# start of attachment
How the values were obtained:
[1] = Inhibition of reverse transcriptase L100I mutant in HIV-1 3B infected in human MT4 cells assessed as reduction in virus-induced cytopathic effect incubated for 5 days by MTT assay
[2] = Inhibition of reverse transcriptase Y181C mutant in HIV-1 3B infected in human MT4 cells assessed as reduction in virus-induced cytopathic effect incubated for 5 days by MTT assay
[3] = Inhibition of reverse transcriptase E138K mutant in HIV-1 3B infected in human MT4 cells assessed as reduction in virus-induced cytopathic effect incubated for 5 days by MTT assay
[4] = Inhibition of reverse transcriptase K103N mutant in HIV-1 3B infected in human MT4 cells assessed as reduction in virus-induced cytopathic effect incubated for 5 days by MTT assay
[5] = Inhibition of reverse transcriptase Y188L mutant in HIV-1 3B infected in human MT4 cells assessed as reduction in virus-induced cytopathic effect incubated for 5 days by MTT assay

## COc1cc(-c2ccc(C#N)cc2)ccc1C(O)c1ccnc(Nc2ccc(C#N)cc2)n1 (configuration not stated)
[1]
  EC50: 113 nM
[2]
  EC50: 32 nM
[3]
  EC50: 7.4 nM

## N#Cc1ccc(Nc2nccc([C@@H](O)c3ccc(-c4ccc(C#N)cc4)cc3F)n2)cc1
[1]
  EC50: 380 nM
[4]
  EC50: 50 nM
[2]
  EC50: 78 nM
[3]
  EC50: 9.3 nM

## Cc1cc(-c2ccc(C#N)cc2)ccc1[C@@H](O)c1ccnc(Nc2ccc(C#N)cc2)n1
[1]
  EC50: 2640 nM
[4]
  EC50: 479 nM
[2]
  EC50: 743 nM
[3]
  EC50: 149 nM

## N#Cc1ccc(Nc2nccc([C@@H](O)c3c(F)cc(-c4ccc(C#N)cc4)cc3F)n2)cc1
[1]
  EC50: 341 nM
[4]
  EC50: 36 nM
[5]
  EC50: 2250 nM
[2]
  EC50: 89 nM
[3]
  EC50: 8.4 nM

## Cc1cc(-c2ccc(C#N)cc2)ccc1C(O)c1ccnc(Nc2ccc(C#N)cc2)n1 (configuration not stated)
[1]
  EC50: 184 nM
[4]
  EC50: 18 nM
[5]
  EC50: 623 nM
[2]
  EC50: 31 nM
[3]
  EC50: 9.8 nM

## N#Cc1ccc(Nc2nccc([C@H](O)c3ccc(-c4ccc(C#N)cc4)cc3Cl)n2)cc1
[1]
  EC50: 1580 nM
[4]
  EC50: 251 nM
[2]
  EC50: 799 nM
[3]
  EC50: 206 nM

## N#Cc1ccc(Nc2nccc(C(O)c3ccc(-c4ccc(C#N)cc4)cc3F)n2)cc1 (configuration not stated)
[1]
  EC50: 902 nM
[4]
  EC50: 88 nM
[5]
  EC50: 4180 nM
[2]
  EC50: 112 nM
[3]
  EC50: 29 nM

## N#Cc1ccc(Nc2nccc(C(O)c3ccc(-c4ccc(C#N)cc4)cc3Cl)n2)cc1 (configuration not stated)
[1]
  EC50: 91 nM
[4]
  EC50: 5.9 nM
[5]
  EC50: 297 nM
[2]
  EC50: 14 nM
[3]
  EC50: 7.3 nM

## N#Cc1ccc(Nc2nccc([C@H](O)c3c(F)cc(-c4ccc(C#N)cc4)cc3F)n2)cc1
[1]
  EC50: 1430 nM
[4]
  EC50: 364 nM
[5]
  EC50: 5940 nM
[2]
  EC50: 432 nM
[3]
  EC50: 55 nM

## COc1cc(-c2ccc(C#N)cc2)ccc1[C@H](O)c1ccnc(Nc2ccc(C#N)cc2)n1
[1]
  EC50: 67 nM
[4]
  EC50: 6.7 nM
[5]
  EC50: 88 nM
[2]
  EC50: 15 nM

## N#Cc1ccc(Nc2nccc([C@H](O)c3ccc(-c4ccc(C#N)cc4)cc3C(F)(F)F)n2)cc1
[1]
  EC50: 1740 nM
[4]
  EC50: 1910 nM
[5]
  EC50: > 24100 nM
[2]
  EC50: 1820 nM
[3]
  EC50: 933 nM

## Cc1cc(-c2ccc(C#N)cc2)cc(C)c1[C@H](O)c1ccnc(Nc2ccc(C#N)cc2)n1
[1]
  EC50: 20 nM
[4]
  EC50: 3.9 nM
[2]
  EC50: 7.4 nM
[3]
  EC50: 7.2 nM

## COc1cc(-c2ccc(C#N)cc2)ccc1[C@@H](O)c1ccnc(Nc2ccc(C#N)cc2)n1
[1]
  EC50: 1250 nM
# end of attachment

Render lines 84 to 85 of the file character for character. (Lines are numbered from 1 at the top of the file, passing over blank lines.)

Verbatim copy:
  EC50: 7.3 nM

## N#Cc1ccc(Nc2nccc([C@H](O)c3c(F)cc(-c4ccc(C#N)cc4)cc3F)n2)cc1